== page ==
Love how the other half lives! As for the rest of the over-the-hill-gang, the hope I-don't-have-to go back-to-the-hospital gang, there are so many other issues to ponder, as the one about rising health costs, not looking forward to a nursing home, what discounts are really worth keeping tag on, etc...

stephen Hayes said...

I can't convince myself to buy anything that isn't on sale, and my wife can't buy anything unless it's full price.

DJan said...

I know I'd go with D, because I'm married to a chronic thrower-outer, and he doesn't really like to accumulate "stuff." That's good, because on my own I would have gone with A and then found somebody to give it to. :-)

Dick Klade said...

In a perfect world, one of us would discourage the other from buying, then sneak back and get the item to give as a surprise. Our world isn't perfect, so that has only happened on rare occasions. More often, we'd do a "b."

Anonymous said...

As long as you keep telling yourself you can't have the best of all worlds or you can't afford it, the rest of your body hears that message and makes it come true. The sun does not rise and set in the Carolina's only. Look at the map. Tons of bargains on the east coast of Florida (condos @$75K), smaller towns along the coastlines of the Carolinas and Georgia (yes! Georgia) are bulging with top quality beach side bargains.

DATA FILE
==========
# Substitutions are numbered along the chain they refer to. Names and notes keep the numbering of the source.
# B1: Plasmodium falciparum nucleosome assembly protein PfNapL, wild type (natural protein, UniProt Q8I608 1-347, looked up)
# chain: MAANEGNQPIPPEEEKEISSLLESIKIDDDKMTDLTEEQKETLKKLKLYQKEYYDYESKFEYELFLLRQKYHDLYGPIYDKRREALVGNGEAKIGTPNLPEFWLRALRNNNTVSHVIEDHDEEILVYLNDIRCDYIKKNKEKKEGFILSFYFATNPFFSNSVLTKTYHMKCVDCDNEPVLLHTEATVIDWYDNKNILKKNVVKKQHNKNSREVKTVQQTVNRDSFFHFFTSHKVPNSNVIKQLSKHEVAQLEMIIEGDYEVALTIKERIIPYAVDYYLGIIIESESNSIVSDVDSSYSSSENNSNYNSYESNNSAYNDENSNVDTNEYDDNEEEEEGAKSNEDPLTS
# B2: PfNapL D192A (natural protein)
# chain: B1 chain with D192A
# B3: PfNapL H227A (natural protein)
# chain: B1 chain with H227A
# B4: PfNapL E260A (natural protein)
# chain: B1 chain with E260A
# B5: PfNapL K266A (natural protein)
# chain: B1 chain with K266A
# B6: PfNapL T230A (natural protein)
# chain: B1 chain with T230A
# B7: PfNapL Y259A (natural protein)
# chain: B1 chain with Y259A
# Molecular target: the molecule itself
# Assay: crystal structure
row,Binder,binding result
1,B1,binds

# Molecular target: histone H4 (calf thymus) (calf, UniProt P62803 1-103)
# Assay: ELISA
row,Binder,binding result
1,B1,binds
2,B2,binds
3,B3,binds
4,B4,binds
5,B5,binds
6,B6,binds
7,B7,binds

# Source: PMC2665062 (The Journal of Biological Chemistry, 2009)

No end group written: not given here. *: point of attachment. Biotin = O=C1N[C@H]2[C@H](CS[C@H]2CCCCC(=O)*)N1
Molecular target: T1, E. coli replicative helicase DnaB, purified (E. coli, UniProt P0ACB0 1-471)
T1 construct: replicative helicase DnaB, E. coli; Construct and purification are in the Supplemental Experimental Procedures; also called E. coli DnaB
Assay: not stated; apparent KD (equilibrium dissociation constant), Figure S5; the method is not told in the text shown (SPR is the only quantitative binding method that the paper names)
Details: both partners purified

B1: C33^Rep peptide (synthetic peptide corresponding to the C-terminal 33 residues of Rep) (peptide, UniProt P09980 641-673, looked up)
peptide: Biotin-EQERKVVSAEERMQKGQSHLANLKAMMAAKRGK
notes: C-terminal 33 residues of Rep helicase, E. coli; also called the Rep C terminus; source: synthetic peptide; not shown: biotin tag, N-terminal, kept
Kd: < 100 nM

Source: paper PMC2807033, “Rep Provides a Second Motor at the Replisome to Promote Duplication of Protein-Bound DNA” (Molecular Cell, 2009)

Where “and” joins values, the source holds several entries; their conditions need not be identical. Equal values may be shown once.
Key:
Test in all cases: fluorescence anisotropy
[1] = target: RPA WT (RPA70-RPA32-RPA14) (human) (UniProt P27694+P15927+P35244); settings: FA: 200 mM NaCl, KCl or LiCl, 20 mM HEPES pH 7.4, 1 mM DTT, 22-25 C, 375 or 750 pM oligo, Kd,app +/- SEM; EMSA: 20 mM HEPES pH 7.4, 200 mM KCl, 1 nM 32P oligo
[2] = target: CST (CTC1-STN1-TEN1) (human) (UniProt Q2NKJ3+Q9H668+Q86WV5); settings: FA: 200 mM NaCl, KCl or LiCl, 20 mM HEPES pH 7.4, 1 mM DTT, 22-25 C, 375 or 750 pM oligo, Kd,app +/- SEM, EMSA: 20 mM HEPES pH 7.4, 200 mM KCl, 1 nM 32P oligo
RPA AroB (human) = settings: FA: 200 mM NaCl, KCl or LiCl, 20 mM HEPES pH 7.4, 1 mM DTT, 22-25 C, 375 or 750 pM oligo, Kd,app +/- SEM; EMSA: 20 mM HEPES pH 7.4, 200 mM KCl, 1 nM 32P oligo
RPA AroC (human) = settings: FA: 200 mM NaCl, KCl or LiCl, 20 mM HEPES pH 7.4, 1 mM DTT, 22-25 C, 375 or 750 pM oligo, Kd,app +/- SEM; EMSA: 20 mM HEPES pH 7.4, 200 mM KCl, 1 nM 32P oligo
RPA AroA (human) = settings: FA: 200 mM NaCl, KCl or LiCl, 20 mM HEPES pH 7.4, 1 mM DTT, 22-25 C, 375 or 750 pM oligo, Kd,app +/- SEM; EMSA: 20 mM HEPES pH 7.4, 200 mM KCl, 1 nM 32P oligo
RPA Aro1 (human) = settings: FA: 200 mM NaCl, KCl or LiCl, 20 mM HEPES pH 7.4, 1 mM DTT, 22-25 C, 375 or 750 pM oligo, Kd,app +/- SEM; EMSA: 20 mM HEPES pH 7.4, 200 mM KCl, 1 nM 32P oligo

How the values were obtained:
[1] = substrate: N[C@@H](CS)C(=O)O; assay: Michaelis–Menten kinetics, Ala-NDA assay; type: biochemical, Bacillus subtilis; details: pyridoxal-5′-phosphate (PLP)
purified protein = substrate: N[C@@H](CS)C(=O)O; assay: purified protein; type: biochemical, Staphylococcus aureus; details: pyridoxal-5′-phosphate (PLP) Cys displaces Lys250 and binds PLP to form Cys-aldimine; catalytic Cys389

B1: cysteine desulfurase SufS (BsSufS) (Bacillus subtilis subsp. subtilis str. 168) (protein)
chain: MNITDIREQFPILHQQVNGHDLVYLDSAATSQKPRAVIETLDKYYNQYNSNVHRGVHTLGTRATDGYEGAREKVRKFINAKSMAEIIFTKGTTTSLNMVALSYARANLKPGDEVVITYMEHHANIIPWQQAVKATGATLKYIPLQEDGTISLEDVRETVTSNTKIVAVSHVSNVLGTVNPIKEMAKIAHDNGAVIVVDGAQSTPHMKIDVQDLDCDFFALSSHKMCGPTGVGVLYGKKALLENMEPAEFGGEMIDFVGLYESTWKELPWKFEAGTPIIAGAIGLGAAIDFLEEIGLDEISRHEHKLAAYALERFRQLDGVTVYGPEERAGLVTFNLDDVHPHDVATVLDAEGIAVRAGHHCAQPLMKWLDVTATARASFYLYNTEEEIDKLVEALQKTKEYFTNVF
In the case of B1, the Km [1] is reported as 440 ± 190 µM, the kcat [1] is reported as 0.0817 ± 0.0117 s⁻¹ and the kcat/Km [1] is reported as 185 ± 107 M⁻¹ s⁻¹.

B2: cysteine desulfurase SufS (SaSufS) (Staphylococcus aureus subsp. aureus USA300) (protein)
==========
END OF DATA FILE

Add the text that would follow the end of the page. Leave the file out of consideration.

I've decided to have everything. Once I made that decision, amazing things happened. Found an affordable condo in Florida that I do NOT have to rent out in order to afford it. Paid cash, so my bills will be low ($600 more per month covers everything!....who can't come up with $600?)


I'm keeping my RV because I still want to travel cross country and see the Grand Canyon. I already booked 3 weeks up in Maine this summer. And I'm still holding onto my NY home because my kids and grandkids still want to be with me as often as possible ;)

My body got the message and funding magically appeared.

Blame it on the universe. I dunno. But that's it!

Tom said...

Gigi, I would too if I could afford it. Alas, I don't have Cindi's magic

Kathy @ SMART Living 365.com said...

Hi Tom! Thanks for more good links for us all….AND for letting people know about my new book on Rightsizing. Between my book and yours (not to mention the other bloggers you've listed) there are plenty of perspectives for everyone no matter who you are. But although I'm an optimist in a big way I'm convinced that we can't have everything--like George Carlin always said, "where on Earth would you put it all!" While I'm sure there are some people who have so much money that they can use it everywhere they want, the reports for most baby boomers are not that encouraging. To me it's always SMART to just figure out what makes you the most happy and then focus on fulfilling that. I doubt at the end of our lives anyone will ever ask, "Did you own a vacation home or not?" ~Kathy

joared said...